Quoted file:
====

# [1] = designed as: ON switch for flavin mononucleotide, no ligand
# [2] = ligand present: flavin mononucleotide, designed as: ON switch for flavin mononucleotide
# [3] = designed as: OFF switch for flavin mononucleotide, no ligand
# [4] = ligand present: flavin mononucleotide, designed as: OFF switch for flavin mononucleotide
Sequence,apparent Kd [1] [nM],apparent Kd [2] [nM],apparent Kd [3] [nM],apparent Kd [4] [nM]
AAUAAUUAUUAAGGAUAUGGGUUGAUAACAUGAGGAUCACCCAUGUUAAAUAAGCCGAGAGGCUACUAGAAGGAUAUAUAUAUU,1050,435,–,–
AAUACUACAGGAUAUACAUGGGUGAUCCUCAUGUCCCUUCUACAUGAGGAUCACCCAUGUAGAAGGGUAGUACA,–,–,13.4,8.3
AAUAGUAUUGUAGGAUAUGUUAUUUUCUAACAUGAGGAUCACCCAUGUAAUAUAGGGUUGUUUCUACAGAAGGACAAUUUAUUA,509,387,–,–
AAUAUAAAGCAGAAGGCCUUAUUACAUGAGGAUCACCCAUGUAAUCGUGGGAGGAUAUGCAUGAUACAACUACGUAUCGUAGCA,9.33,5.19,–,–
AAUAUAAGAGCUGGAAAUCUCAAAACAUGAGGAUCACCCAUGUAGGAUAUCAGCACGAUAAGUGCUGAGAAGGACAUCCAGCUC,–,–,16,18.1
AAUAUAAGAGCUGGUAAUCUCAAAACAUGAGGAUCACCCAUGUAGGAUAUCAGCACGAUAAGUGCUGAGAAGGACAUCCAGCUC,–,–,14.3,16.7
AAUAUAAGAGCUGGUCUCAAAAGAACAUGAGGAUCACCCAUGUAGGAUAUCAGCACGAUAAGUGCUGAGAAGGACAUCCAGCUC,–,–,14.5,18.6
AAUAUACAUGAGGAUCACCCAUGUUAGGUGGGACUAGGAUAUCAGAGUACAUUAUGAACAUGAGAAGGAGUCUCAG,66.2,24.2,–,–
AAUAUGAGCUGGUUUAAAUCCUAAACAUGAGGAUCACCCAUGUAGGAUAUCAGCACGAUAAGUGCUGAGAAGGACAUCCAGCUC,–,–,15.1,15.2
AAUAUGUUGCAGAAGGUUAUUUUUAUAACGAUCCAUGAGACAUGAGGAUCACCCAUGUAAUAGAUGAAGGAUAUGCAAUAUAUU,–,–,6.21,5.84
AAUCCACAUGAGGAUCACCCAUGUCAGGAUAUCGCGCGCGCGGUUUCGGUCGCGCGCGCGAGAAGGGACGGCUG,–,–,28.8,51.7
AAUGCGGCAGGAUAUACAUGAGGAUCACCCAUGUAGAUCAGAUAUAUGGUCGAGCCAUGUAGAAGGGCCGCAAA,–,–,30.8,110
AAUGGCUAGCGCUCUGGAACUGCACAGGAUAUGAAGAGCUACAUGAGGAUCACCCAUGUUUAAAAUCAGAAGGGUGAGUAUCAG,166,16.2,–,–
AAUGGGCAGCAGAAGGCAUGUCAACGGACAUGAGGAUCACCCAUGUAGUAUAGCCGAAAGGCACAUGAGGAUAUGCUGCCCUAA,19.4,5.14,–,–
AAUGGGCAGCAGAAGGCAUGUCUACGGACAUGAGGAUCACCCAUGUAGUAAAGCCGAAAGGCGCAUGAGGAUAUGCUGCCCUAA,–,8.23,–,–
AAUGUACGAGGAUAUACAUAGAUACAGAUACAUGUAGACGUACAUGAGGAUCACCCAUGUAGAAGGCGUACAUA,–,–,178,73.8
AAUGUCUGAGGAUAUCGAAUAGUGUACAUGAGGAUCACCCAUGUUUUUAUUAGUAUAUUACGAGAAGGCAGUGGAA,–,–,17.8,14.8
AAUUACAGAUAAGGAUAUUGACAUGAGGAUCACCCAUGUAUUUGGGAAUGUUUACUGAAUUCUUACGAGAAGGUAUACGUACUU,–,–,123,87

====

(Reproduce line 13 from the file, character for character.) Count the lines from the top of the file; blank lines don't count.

AAUAUACAUGAGGAUCACCCAUGUUAGGUGGGACUAGGAUAUCAGAGUACAUUAUGAACAUGAGAAGGAGUCUCAG,66.2,24.2,–,–